I’ve since seen many people do accent walls over textured drywall and it works. Obviously, it’s a slightly different look, but there’s nothing wrong with different 🙂
If you have heavy texture, I suppose you could caulk the seam between the new board and the wall to fill in any gaps. But I’ve never personally done that I’m just thinking out loud.
If you dont like the look of the textured walls, you could put up paneling before, and this will give you the look of a smooth surface. Just a thought
I just wanted to say I stumbled across your blog, and so glad I did. We’re attempting this in our dining room next weekend! Thanks for the inspo! Wish us luck!
Welcome to our page! And good luck 🙂
In response to your Random Thoughts, I’m wondering if this look would be achieved well if you fully painted the wall AND the boards first and then just installed from there? I’ve never DIY’d anything, so forgive me if that’s a dumb question.
Yes and no. It could work, but it’s usually better to do a final coat once it’s finished. It’s also surprisingly annoying to paint boards that aren’t installed. You need a lot of space and set up.
Gladys LASTENNET says
Hi there, this is absolutely beautiful – very well done! I have a question for you… would you be able to kinda explain how to measure the angles of the boards and calculate how to cut them using the carpenter square? I am having a hard time picturing how to do it… In my mind, I was thinking I would place an uncut board on the wall first, mark it down and then cut it… But I am sure there is another more efficient way… That would be very helpful if you could explain, please.. thanks a lot for the tips! 🙂
Hi – thank you 🙂 The way you’re suggesting is a possible way, or you can take a smaller scrap piece to determine your angle and use that as your guide so you’re not hauling around a full 8-ft board.
Gladys Lastennet says
Thank you so much! That’s a great idea 🙂
What was the size of your wall? We have a small dining room wall in a condo so wondering if the larger or smaller trim pieces would look better? Thank you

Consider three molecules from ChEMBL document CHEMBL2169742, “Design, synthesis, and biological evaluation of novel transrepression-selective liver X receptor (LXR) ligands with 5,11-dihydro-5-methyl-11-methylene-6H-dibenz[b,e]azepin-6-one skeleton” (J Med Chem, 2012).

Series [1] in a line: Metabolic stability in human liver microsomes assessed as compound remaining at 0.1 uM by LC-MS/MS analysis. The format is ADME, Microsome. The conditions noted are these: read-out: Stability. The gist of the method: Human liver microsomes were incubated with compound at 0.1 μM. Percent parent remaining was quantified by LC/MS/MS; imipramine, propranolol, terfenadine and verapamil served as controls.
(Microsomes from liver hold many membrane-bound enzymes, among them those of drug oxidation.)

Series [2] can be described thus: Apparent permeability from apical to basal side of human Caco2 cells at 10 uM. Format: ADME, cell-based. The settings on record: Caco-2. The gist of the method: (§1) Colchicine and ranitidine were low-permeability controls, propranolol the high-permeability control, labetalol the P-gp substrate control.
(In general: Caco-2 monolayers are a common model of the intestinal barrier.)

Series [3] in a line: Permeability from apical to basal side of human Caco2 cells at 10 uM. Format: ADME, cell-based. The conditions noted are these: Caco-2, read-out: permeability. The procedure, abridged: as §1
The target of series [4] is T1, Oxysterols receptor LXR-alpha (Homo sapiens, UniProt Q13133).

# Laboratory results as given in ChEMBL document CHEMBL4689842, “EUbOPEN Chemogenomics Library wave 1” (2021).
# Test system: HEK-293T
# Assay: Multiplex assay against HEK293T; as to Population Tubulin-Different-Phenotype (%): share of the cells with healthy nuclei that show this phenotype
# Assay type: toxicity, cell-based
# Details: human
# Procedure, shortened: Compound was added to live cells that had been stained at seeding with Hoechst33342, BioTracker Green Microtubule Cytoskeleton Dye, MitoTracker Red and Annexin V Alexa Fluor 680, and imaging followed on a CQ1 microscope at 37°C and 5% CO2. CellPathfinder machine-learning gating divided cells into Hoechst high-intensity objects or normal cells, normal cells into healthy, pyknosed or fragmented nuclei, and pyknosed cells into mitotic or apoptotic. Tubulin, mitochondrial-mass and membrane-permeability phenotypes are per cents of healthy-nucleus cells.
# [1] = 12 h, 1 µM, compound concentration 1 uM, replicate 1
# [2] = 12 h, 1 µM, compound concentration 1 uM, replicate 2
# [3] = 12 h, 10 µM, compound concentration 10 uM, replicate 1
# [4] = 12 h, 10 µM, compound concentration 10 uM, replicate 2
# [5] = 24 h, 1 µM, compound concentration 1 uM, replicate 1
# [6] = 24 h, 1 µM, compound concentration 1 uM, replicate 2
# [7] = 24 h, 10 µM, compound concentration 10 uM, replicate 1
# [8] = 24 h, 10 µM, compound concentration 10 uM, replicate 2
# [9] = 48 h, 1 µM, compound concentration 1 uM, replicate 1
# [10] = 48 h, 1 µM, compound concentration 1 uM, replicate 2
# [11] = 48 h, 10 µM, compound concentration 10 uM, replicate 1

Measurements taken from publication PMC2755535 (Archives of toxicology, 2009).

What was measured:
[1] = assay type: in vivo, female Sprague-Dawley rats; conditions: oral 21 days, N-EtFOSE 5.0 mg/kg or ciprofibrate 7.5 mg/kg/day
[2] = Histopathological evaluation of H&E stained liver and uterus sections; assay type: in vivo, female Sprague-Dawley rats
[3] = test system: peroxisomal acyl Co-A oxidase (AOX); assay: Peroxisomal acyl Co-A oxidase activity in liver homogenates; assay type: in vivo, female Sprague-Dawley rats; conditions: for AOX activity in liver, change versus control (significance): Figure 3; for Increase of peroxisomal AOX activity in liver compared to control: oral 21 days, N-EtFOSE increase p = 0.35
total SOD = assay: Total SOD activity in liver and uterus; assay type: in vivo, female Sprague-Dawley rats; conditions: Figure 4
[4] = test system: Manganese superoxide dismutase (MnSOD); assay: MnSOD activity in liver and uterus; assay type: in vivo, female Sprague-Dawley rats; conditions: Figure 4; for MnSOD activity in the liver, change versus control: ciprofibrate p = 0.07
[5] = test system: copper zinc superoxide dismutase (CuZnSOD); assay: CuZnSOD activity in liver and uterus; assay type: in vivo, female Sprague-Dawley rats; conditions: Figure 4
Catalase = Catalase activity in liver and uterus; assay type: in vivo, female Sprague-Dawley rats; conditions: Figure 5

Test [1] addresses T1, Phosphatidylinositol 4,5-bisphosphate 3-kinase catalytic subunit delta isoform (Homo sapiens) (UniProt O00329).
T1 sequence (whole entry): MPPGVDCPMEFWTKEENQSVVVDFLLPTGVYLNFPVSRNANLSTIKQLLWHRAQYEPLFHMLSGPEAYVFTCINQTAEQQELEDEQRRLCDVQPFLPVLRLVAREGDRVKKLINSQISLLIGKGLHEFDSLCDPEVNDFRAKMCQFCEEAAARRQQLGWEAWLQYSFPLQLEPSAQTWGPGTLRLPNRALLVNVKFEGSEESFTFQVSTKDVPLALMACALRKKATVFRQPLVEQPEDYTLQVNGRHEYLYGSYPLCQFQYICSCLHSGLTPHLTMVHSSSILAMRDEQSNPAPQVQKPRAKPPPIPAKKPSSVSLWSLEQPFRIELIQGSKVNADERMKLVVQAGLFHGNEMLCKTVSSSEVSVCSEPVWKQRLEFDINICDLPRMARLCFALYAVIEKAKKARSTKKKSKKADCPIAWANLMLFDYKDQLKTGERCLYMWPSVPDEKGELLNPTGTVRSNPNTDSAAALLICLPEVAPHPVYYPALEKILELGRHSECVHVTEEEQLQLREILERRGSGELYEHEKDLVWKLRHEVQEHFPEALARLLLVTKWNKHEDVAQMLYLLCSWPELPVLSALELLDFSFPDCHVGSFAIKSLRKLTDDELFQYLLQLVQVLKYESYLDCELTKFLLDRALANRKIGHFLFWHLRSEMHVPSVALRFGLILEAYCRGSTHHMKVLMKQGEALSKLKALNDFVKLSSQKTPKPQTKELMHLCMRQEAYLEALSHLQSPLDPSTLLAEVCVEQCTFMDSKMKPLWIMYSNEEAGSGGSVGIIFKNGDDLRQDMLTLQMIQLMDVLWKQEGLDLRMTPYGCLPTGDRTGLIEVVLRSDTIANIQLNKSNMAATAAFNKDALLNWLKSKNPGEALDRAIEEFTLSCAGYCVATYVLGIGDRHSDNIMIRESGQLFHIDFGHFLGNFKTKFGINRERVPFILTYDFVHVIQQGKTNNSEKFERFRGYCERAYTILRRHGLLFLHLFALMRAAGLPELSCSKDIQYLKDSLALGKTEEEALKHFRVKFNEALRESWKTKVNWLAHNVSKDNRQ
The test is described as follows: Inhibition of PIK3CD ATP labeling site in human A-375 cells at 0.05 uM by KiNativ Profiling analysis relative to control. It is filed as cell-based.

The ceilings are 10′ for reference 🙂
Is that really bm grey???? It looks white??
It is the color I listed in the post 🙂
Mariah Decatur says
I am on Home Depot and can’t find this color. Is this Behr Marquee classic Silver? I cannot find it even on google.
The paint color we used is listed in the post.
Home Depot does not carry Benjamin Moore paint. You need to go to a BM store.
What angle are your cuts cut at? Not the obvious straight cuts.
The purpose of this tutorial is to show how to make an accent wall, not specifically so my particular design can be replicated exactly so you just have to make the angles at whatever works for your wall.
This looks amazing! We have been playing around with colors for our accent wall. I love your grey. By any chance is it flat/eggshell/ or semi gloss? Thank you!
Loring Branch says
How did you determine the placement of the first 2 boards? Is everything at 45 degree angles?
However you want 🙂 There is no right or wrong way to do this wall, or any other accent wall – it’s just about whatever looks best to your eye.
I love this look … approximately how much did it cost you in supplies?
Hi! Costs will vary depending on what type of materials are available to you locally and what tools you do/don’t have on hand. I’ve sourced supplies in my post to help you assess that 🙂